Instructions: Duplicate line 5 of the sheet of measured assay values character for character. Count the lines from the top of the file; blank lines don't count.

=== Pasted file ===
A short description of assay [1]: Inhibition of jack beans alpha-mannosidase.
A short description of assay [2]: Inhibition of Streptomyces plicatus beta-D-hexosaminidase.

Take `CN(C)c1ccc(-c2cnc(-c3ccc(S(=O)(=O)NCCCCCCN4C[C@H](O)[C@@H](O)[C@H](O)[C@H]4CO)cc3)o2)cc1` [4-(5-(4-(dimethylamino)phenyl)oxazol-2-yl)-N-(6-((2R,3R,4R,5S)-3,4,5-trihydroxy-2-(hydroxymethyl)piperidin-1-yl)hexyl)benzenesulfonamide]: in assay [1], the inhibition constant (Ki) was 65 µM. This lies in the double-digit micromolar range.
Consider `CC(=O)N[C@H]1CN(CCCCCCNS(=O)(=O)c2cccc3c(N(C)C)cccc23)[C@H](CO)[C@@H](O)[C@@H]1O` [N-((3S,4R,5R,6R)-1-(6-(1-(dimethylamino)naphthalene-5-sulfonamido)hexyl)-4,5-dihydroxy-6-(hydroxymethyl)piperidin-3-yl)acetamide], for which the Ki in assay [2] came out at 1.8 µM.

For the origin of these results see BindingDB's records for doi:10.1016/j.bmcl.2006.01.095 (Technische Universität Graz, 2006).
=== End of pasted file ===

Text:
For the origin of these results see BindingDB's records for doi:10.1016/j.bmcl.2006.01.095 (Technische Universität Graz, 2006).